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Houston’s E-Commerce Industrial Demand Is Still In Its Infancy


Industrial warehouses and distribution centers are among the most coveted types of commercial real estate right now.

Unlike the hard-hit office and retail sectors, large industrial users like e-commerce retailers have seen demand for their products skyrocket, fueling a need for more space.

“I've got four words. Anything leased to Amazon. That's the safest asset class right now,” Duke Realty Senior Vice President of Leasing and Development David Hudson said during a Bisnow webinar June 23.

Hudson’s assessment comes only a week after Amazon and Trammell Crow announced a new 850K SF e-commerce fulfillment center in Richmond, Texas, which is due to open in 2021.

The coronavirus pandemic forced many more people to use online shopping to meet their needs. That caused online sales to soar, and while that volume may be temporarily inflated, the need for future expansion is there.

“Our team has always felt like e-commerce, particularly for Houston, is still in its infancy, especially when you look at our size population compared to similar-sized metros,” Stream Realty Partners Vice President Jeremy Lumbreras said. “Most of these larger e-commerce users only have a fraction of the footprint as they do in some of these other markets.”

Logistics Property Co. Senior Vice President Bob Wheless noted that the intersection of I-10 West and Katy has been a popular area for distribution and logistics centers, because of the proximity to so many rooftops. Wheless said that within 200 miles of Katy, an e-commerce retailer could have access to about 15 million people.

“E-commerce tends to flock towards a demographic slice of life, lots of concentrated rooftops, and that's one area we're going to see, I think, continued e-commerce growth,” Wheless said.

Clockwise from top left: David Hudson, John Moody, Jake Donaldson, Jeremy Lumbreras and Bob Wheless during a Bisnow webinar June 23, 2020.

Aside from large e-commerce distribution centers, Lumbreras said that the other popular asset type is Class-B institutional industrial space catering to 40K SF to 60K SF users.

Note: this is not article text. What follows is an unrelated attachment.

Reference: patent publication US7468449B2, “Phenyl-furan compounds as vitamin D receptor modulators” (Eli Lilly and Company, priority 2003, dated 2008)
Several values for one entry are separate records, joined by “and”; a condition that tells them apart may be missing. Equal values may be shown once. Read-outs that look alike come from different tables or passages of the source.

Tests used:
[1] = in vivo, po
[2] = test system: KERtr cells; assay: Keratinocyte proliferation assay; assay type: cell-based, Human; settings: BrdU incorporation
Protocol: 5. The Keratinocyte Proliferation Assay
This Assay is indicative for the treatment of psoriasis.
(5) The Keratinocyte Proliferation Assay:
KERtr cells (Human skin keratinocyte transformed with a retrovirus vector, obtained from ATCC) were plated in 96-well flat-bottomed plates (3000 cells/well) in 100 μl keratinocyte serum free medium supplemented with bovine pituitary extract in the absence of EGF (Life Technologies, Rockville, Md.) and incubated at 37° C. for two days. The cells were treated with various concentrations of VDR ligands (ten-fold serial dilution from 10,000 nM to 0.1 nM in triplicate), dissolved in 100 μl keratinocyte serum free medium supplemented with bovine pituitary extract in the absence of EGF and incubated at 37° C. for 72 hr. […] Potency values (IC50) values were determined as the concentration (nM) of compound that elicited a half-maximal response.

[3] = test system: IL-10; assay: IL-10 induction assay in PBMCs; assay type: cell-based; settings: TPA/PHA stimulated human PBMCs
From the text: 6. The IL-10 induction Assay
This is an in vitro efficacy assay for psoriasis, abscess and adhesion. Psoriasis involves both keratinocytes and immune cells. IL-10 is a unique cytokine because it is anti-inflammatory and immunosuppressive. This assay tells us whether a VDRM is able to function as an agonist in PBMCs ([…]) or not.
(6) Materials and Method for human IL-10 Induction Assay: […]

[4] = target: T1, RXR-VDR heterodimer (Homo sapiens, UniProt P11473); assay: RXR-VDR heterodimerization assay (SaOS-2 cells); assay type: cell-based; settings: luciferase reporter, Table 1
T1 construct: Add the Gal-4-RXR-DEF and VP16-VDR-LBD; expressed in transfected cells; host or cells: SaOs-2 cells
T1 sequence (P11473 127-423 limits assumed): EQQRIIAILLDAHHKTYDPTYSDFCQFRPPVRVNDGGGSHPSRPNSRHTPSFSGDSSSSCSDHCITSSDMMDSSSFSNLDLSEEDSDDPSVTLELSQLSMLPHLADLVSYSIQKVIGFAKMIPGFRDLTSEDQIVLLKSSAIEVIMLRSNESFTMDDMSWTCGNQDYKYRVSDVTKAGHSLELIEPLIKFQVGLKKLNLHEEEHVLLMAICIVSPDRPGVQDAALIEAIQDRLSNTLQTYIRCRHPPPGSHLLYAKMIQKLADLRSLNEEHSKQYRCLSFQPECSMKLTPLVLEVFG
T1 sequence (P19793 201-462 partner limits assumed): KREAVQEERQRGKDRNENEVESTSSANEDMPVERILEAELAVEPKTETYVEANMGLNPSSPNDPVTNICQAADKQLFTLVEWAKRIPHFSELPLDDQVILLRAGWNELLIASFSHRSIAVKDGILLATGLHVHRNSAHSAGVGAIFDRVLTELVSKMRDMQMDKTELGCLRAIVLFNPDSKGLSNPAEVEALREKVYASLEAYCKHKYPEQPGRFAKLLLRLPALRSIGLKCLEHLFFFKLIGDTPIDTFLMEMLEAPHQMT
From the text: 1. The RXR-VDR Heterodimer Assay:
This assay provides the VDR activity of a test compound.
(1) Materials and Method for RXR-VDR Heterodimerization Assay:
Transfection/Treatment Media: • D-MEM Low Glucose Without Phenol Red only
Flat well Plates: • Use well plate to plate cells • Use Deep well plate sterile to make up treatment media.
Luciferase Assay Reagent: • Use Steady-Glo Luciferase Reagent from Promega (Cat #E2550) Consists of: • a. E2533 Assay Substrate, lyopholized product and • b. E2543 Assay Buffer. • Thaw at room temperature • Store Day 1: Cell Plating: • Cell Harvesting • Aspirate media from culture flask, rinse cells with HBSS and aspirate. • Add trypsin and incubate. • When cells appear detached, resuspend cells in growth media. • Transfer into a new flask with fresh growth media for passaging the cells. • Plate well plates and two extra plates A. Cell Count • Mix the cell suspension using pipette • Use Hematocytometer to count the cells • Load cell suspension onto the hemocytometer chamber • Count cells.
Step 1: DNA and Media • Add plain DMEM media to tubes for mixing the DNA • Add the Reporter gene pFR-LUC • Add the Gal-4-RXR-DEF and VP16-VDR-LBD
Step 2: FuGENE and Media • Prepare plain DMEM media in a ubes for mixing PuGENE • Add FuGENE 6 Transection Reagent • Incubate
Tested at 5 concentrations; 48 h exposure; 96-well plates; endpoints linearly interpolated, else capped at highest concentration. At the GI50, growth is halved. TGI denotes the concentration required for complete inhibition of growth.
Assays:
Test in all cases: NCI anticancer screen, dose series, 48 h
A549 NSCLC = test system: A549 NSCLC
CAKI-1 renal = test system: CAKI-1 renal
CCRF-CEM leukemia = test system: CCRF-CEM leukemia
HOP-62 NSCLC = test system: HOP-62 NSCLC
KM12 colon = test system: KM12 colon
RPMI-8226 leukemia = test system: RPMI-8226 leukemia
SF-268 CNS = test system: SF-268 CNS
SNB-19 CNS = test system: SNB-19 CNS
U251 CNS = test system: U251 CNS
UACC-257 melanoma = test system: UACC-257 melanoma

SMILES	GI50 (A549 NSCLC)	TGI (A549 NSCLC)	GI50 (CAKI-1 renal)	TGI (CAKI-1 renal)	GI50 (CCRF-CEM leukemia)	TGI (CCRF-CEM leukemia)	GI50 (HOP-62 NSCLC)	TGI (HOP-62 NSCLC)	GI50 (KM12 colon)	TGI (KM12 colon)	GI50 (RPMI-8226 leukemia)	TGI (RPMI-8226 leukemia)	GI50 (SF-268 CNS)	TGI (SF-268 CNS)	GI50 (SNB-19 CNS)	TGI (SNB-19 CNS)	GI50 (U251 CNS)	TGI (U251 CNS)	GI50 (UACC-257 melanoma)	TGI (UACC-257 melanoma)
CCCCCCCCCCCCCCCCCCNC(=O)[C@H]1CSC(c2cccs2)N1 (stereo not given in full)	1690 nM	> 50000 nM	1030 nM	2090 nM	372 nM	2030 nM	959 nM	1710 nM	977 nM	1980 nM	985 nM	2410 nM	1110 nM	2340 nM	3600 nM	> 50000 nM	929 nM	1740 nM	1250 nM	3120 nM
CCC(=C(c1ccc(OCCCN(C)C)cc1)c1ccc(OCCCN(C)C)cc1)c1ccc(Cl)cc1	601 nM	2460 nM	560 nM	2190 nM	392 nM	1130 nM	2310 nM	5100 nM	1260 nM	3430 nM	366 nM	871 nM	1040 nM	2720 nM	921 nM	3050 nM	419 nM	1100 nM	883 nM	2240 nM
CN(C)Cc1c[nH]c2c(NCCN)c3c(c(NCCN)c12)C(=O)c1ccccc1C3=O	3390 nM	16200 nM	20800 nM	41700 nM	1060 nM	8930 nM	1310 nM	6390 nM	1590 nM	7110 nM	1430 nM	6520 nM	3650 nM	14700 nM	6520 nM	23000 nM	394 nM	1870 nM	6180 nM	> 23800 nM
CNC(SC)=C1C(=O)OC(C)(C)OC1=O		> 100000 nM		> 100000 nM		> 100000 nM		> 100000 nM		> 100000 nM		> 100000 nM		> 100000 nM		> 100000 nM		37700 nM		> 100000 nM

“Most of these properties are more infill, closer to nature, closer to population centers, and so they're desired by the tenant base just because of that location, which is really irreplaceable,” Lumbreras said.

“While these buildings have [their own issues], when you're comparing inefficiencies, when you're comparing them to new construction, like shorter clear heights and shallow truck courts — what they lack in some of these amenities, they make up in location.”

Lumbreras said the number of inquiries and tour activity bottomed out about three weeks ago, but things have already started to rebound to pre-coronavirus levels. The biggest challenge is that many prospective clients aren’t taking the next step: sending proposals, negotiating leases or signing deals.

“They’re stuck in that investigative phase,” Lumbreras said.

While there is pent-up demand for inquiries and tours, many larger companies still have travel restrictions or bans in place for employees. That is having an effect on the movement of bigger investments, where prospective clients aren’t able to physically view a property and tour the market.

“What that's leading to is a really prolonged deal cycle, where previously they were much more compressed — we're seeing these decisions ... take a lot longer,” Lumbreras said.

Despite the challenges, Stream Realty has still managed to do business. Since the stay-at-home orders came into effect in mid-March, the firm has signed 58 leases, amounting to 2.2M SF. According to Lumbreras, 47% of those were either new deals or expansions.

Houston is facing an oversupplied industrial market in the short-term. Around 4.4M SF delivered during the second quarter of 2020, and another 7.6M SF is anticipated to deliver during the third quarter, Lumbreras said.

Hudson said that looking at Houston’s industrial pipeline, the city probably ranks about third in the country for speculative building. As wary investors flock to industrial product over office and retail, that could increase.

“I think we're going to have to live with elevated inventory for a while in Houston. I think longer than two years,” Hudson said.